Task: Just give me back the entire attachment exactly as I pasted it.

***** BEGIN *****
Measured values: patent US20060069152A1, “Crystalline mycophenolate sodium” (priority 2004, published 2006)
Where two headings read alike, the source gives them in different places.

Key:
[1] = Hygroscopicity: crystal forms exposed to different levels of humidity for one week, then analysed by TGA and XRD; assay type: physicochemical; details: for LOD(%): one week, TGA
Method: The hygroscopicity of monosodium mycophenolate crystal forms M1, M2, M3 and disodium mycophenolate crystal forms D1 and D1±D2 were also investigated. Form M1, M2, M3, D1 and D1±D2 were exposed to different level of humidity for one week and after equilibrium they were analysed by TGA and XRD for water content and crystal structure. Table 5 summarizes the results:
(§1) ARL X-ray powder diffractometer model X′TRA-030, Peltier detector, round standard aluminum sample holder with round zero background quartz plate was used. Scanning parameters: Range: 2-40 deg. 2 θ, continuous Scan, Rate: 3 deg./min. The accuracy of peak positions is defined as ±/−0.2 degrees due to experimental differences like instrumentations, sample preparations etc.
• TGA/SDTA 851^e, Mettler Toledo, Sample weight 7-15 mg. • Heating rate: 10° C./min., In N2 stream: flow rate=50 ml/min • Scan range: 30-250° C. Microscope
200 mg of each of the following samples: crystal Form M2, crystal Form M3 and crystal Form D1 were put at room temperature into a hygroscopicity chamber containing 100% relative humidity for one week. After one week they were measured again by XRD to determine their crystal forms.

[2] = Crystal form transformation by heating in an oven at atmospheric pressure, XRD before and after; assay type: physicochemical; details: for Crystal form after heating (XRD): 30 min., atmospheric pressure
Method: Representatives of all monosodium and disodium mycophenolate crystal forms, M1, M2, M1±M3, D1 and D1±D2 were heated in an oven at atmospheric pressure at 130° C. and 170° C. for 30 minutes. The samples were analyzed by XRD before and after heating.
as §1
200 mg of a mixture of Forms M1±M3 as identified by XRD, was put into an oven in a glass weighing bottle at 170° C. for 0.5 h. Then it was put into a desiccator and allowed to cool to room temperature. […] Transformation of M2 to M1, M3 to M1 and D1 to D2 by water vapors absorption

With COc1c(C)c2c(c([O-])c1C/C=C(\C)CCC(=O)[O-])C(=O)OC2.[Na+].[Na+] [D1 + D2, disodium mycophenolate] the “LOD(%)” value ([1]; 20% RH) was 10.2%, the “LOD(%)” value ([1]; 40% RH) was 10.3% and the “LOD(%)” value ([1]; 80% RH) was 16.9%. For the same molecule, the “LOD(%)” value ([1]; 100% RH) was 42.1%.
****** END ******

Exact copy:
Measured values: patent US20060069152A1, “Crystalline mycophenolate sodium” (priority 2004, published 2006)
Where two headings read alike, the source gives them in different places.

Key:
[1] = Hygroscopicity: crystal forms exposed to different levels of humidity for one week, then analysed by TGA and XRD; assay type: physicochemical; details: for LOD(%): one week, TGA
Method: The hygroscopicity of monosodium mycophenolate crystal forms M1, M2, M3 and disodium mycophenolate crystal forms D1 and D1±D2 were also investigated. Form M1, M2, M3, D1 and D1±D2 were exposed to different level of humidity for one week and after equilibrium they were analysed by TGA and XRD for water content and crystal structure. Table 5 summarizes the results:
(§1) ARL X-ray powder diffractometer model X′TRA-030, Peltier detector, round standard aluminum sample holder with round zero background quartz plate was used. Scanning parameters: Range: 2-40 deg. 2 θ, continuous Scan, Rate: 3 deg./min. The accuracy of peak positions is defined as ±/−0.2 degrees due to experimental differences like instrumentations, sample preparations etc.
• TGA/SDTA 851^e, Mettler Toledo, Sample weight 7-15 mg. • Heating rate: 10° C./min., In N2 stream: flow rate=50 ml/min • Scan range: 30-250° C. Microscope
200 mg of each of the following samples: crystal Form M2, crystal Form M3 and crystal Form D1 were put at room temperature into a hygroscopicity chamber containing 100% relative humidity for one week. After one week they were measured again by XRD to determine their crystal forms.

[2] = Crystal form transformation by heating in an oven at atmospheric pressure, XRD before and after; assay type: physicochemical; details: for Crystal form after heating (XRD): 30 min., atmospheric pressure
Method: Representatives of all monosodium and disodium mycophenolate crystal forms, M1, M2, M1±M3, D1 and D1±D2 were heated in an oven at atmospheric pressure at 130° C. and 170° C. for 30 minutes. The samples were analyzed by XRD before and after heating.
as §1
200 mg of a mixture of Forms M1±M3 as identified by XRD, was put into an oven in a glass weighing bottle at 170° C. for 0.5 h. Then it was put into a desiccator and allowed to cool to room temperature. […] Transformation of M2 to M1, M3 to M1 and D1 to D2 by water vapors absorption

With COc1c(C)c2c(c([O-])c1C/C=C(\C)CCC(=O)[O-])C(=O)OC2.[Na+].[Na+] [D1 + D2, disodium mycophenolate] the “LOD(%)” value ([1]; 20% RH) was 10.2%, the “LOD(%)” value ([1]; 40% RH) was 10.3% and the “LOD(%)” value ([1]; 80% RH) was 16.9%. For the same molecule, the “LOD(%)” value ([1]; 100% RH) was 42.1%.